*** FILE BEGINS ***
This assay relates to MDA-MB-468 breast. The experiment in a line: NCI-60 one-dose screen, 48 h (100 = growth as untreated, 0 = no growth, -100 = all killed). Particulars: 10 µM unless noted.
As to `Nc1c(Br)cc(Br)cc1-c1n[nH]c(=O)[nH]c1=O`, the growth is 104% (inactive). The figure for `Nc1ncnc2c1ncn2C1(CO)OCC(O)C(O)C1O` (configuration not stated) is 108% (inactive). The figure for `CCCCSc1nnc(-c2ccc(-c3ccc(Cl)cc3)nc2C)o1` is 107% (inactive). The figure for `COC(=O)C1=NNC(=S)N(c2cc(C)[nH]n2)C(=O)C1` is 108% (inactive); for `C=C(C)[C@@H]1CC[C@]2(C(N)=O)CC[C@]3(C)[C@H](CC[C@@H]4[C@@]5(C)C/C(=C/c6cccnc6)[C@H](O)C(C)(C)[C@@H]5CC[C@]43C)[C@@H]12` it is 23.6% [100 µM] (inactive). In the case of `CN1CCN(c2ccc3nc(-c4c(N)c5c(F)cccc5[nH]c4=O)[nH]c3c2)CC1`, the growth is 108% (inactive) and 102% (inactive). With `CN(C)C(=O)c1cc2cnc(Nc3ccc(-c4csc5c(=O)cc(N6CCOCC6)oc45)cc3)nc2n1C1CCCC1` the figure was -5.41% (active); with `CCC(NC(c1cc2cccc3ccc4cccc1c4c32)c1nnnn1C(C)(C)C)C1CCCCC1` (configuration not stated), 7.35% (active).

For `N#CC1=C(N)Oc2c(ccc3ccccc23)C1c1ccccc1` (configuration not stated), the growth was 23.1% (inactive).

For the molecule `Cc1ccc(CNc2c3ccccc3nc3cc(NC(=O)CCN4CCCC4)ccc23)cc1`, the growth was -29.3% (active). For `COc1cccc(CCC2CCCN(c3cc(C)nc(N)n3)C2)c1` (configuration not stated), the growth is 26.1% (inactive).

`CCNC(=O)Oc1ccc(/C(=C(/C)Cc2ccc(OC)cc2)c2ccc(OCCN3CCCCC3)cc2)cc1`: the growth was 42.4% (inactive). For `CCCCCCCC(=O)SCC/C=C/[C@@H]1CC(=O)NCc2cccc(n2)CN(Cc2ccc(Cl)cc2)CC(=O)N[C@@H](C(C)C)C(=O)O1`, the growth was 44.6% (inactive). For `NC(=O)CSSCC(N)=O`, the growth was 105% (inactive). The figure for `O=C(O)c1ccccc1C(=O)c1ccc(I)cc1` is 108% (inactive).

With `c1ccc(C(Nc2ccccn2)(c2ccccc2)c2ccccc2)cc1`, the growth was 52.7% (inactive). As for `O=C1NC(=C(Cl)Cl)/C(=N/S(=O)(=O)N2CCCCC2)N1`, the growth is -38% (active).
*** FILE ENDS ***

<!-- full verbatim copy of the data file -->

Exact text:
This assay relates to MDA-MB-468 breast. The experiment in a line: NCI-60 one-dose screen, 48 h (100 = growth as untreated, 0 = no growth, -100 = all killed). Particulars: 10 µM unless noted.
As to `Nc1c(Br)cc(Br)cc1-c1n[nH]c(=O)[nH]c1=O`, the growth is 104% (inactive). The figure for `Nc1ncnc2c1ncn2C1(CO)OCC(O)C(O)C1O` (configuration not stated) is 108% (inactive). The figure for `CCCCSc1nnc(-c2ccc(-c3ccc(Cl)cc3)nc2C)o1` is 107% (inactive). The figure for `COC(=O)C1=NNC(=S)N(c2cc(C)[nH]n2)C(=O)C1` is 108% (inactive); for `C=C(C)[C@@H]1CC[C@]2(C(N)=O)CC[C@]3(C)[C@H](CC[C@@H]4[C@@]5(C)C/C(=C/c6cccnc6)[C@H](O)C(C)(C)[C@@H]5CC[C@]43C)[C@@H]12` it is 23.6% [100 µM] (inactive). In the case of `CN1CCN(c2ccc3nc(-c4c(N)c5c(F)cccc5[nH]c4=O)[nH]c3c2)CC1`, the growth is 108% (inactive) and 102% (inactive). With `CN(C)C(=O)c1cc2cnc(Nc3ccc(-c4csc5c(=O)cc(N6CCOCC6)oc45)cc3)nc2n1C1CCCC1` the figure was -5.41% (active); with `CCC(NC(c1cc2cccc3ccc4cccc1c4c32)c1nnnn1C(C)(C)C)C1CCCCC1` (configuration not stated), 7.35% (active).

For `N#CC1=C(N)Oc2c(ccc3ccccc23)C1c1ccccc1` (configuration not stated), the growth was 23.1% (inactive).

For the molecule `Cc1ccc(CNc2c3ccccc3nc3cc(NC(=O)CCN4CCCC4)ccc23)cc1`, the growth was -29.3% (active). For `COc1cccc(CCC2CCCN(c3cc(C)nc(N)n3)C2)c1` (configuration not stated), the growth is 26.1% (inactive).

`CCNC(=O)Oc1ccc(/C(=C(/C)Cc2ccc(OC)cc2)c2ccc(OCCN3CCCCC3)cc2)cc1`: the growth was 42.4% (inactive). For `CCCCCCCC(=O)SCC/C=C/[C@@H]1CC(=O)NCc2cccc(n2)CN(Cc2ccc(Cl)cc2)CC(=O)N[C@@H](C(C)C)C(=O)O1`, the growth was 44.6% (inactive). For `NC(=O)CSSCC(N)=O`, the growth was 105% (inactive). The figure for `O=C(O)c1ccccc1C(=O)c1ccc(I)cc1` is 108% (inactive).

With `c1ccc(C(Nc2ccccn2)(c2ccccc2)c2ccccc2)cc1`, the growth was 52.7% (inactive). As for `O=C1NC(=C(Cl)Cl)/C(=N/S(=O)(=O)N2CCCCC2)N1`, the growth is -38% (active).